Thanksgiving is the leading day for U.S. home cooking fires

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Unattended cooking was the leading cause of these fires

National Fire Protection Association (NFPA)

(WKBN) – More than three times as many home cooking fires occur on Thanksgiving Day.

According to the latest U.S. Home Cooking Fires report released by the National Fire Protection Association, there were 1,600 reported home cooking fires on Thanksgiving in 2017.

That is a 238% increase over the daily average.

Unattended cooking was the leading cause of these fires.

“With people preparing multiple dishes, often with lots of guests and other distraction sin and around the kitchen, it’s easy to see why the number of home cooking fires increases so dramatically,” said Lorrain Carli, NFPA’s Vice President of Outreach and Advocacy.

According to the NFPA report, cooking is the leading cause of home fires year-round. That’s almost half of all U.S. home fires and reported home fire injuries.

Cooking is the second-leading cause of home fire deaths as well, according to the report.

The report also shows that less progress has been made in reducing deaths from home cooking fires than deaths from most other fire causes.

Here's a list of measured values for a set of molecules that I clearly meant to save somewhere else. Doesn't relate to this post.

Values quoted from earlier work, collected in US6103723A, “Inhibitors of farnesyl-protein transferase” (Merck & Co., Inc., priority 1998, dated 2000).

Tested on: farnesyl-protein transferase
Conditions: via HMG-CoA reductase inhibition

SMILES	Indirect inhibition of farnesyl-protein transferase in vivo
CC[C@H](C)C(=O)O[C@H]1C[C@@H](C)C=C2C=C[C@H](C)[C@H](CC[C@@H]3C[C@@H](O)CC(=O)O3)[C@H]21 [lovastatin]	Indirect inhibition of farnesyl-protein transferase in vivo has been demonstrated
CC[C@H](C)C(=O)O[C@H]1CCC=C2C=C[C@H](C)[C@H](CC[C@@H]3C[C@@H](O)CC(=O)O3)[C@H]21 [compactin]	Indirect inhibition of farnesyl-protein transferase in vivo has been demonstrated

The NFPA give the following tips and recommendations for cooking safely this Thanksgiving:

  • Never leave the kitchen while cooking on the stove top.
  • When cooking a turkey, stay in your home and check on it regularly.
  • Make use of timers to keep track of cooking times, particularly for foods that require longer cook times.
  • Keep things that can catch fire like oven mitts, wooden utensils, food wrappers and towels at least three feet away from the cooking area.
  • Avoid long sleeves and hanging fabrics that could come into contact with a heat source.
  • Always cook with a lid beside your pan. If you have a fire, slide the lid over the pan and turn off the burner. Do not remove the cover because the fire could start again. Let the pan cool for a long time. Never throw water or use a fire extinguished on the fire.
  • For an oven fire, turn off the heat and keep the door closed. Only open the door once you’re confident the fire is completely out, standing to the side as you do. If you have any doubts or concerns, contact the fire department for assistance.
  • Keep children at least three feet away from the stove. Kids should also stay away from hot foods and liquids, as steam or splashes from these items could cause severe burns.

The NFPA also discourages the use of turkey fryers. They can lead to severe burns, injuries and property damage.

For a safe alternative, the NFPA recommends grocery stores, food retailers and restaurants that sell deep-fried turkey.

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